Professor Andrew Reynolds
Tel: +44 (0)20 7679 1522
Fees and funding
UK and EU students are eligible to apply for Arts and Humanities Research Council funding.
Full details of funding opportunities can be found on the UCL Scholarships website
Research Assessment Rating
60% rated 4* (world-leading) or 3* (internationally excellent)
(What is the RAE?)
The programme information on this page relates to 2013 entry. 2014 content to appear here shortly.
Museum Studies MA
This MA provides a broad academic and professional training in all aspects of museum work, and encourages students to reflect on the concept of the museum and its associated practices. The programme looks at all types of museum, from art galleries to science museums, without concentrating on any particular kind.
What will I learn?
Students are equipped with a range of skills that they can apply in any museum and develop critically aware perspectives on professional practice and research processes. The programme's main aim is to provide an in-depth understanding of approaches to the research documentation, interpretation, presentation and preservation of curated materials in museums.
Why should I study this degree at UCL?
The UCL Institute of Archaeology is the largest and most diverse department of archaeology in the UK, and provides a stimulating environment for postgraduate study in related fields such as Museum Studies, Heritage Studies and Conservation.
Its outstanding archaeological library is complemented by University College London's main library, University of London Senate House and other specialist libraries.
London's many museums and galleries are a wonderful source of discussion and material for this degree, but in particular UCL's own important museums and collections are drawn upon for teaching, including those of the Petrie Museum of Egyptian Archaeology, the Art Museum, and the Grant Museum of Zoology.
See subject website for more information:
Availability: Full-time 1 year; Part-time 2 years
Students undertake modules to the value of 180 credits. The programme consists of four core modules (75 credits), two optional modules (30 credits), work placement (15 credits) and a research dissertation (60 credits).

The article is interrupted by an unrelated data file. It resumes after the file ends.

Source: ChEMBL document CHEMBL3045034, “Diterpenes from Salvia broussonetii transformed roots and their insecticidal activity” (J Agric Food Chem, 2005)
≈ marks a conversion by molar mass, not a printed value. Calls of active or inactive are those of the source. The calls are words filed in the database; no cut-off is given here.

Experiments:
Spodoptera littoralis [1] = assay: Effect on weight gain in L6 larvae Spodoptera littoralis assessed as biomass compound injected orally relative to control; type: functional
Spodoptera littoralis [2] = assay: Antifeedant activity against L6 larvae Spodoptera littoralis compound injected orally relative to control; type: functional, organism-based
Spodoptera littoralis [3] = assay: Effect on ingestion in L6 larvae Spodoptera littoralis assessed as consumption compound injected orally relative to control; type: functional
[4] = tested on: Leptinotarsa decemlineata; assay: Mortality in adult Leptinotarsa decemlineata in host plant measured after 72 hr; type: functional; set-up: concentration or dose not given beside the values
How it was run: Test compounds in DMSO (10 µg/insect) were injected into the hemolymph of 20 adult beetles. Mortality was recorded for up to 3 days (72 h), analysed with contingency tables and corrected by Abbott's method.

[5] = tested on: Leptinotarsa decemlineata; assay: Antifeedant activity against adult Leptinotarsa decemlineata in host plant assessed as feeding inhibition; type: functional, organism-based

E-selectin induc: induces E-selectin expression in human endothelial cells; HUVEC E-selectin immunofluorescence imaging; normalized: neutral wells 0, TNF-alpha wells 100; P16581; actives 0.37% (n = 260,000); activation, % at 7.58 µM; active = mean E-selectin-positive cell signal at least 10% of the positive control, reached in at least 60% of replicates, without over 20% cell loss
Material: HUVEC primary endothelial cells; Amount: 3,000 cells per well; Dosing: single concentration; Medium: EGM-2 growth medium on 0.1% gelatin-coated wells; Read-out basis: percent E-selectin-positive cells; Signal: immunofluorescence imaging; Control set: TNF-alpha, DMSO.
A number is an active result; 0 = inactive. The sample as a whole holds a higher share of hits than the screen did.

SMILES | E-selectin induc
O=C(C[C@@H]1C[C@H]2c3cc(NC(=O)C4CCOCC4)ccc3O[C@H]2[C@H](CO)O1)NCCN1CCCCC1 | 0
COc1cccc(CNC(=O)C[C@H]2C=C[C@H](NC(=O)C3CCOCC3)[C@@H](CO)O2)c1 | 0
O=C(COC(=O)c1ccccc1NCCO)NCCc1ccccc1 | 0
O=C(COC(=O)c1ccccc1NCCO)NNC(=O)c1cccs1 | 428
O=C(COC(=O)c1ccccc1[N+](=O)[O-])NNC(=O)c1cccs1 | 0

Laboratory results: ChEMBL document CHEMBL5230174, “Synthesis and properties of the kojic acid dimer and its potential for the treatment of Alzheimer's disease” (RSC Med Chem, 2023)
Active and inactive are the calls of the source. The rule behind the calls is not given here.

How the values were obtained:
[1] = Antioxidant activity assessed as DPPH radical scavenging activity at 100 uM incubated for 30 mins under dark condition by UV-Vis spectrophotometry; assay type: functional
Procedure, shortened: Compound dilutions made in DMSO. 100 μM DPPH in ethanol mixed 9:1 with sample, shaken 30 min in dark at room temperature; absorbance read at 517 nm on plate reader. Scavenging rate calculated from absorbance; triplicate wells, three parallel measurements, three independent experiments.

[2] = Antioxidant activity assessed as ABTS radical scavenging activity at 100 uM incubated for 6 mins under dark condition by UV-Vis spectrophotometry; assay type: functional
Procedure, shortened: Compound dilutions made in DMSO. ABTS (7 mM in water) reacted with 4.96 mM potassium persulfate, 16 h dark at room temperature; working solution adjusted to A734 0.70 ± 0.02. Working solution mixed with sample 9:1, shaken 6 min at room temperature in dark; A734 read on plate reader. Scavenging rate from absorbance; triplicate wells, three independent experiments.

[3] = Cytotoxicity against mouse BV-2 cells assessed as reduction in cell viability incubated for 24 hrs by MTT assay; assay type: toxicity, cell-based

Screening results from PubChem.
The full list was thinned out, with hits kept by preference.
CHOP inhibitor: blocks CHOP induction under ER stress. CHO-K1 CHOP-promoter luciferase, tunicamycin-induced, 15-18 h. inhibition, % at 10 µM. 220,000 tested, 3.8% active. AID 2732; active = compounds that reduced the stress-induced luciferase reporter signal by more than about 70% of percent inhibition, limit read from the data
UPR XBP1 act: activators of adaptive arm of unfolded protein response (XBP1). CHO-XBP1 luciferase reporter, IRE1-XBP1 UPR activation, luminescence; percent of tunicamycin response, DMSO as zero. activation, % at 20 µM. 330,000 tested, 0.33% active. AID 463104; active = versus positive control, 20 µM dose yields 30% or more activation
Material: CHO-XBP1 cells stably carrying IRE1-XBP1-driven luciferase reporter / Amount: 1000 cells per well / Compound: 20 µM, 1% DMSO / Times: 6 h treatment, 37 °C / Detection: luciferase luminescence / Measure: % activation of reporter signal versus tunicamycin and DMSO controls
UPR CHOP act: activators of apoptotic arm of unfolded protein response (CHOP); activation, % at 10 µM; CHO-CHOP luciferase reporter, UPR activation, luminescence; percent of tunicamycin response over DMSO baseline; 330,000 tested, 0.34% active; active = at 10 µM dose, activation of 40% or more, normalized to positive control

All students undertake an independent research project on a museological topic which culminates in a dissertation of 10,000 words.
Teaching and Learning
The programme is delivered through lectures, seminars, practical workshops, museum visits and guest speakers. Students are required to undertake a work placement for a total of 20 days. Assessment is through coursework assignments, projects, essays, field reports, portfolio and the dissertation.
Further details available on subject website:
Entry and application
A minimum of a high upper second-class Bachelor's degree in a relevant subject from a UK university or an overseas qualification of an equivalent standard. Applicants should also have gained experience of working in museums or related organisations (this experience is often gained in a voluntary capacity).
For overseas equivalencies see the relevant country page.
How to apply
You may choose to apply online or download application materials; for details visit www.ucl.ac.uk/gradapps
Due to the high demand for places on this programme, candidates are advised to submit their admissions application by the end of December for September start the following year. The final deadline for submitting complete applications, including references, is 20 January. Those applying for scholarship funding (particularly overseas applicants) should take note of application deadlines.
Who can apply?
The programme is intended primarily for those who wish to enter the museum profession in the UK or abroad or else pursue PhD studies on museological topics. It provides a balance of practice and theory for students from a wide range of academic backgrounds and cultures.
What are we looking for?
When we assess your application we would like to learn:
- why you want to study Museum Studies at graduate level
- why you want to study Museum Studies at UCL
- what particularly attracts you to this programme
- how your personal, academic and professional background meets the demands of a challenging academic environment
- where you would like to go professionally with your degree
Some graduates go on to PhD studies while others pursue careers in organisations associated with the museum and/or heritage sector.
First destinations of recent graduates include:
- Textile Museum of Canada: Communications Co-ordinator
- British Museum: Museum Assistant
- Royal Academy of Arts: Photographic Assistant
- Victoria and Albert Museum: Intern
- London Transport Museum: Community Curator
- Museum of Order of St John: Museum Administrator
- National Museum of Science and Industry: Historic Loans Project Officer
- The Royal Artillery Museum: Museum Director
- Museum of London: Curator
- Wiltshire County Council: Museums Officer
- Kingston Museum: Heritage Assistant
Find out more about London graduates' careers by visiting the Careers Group (University of London) website: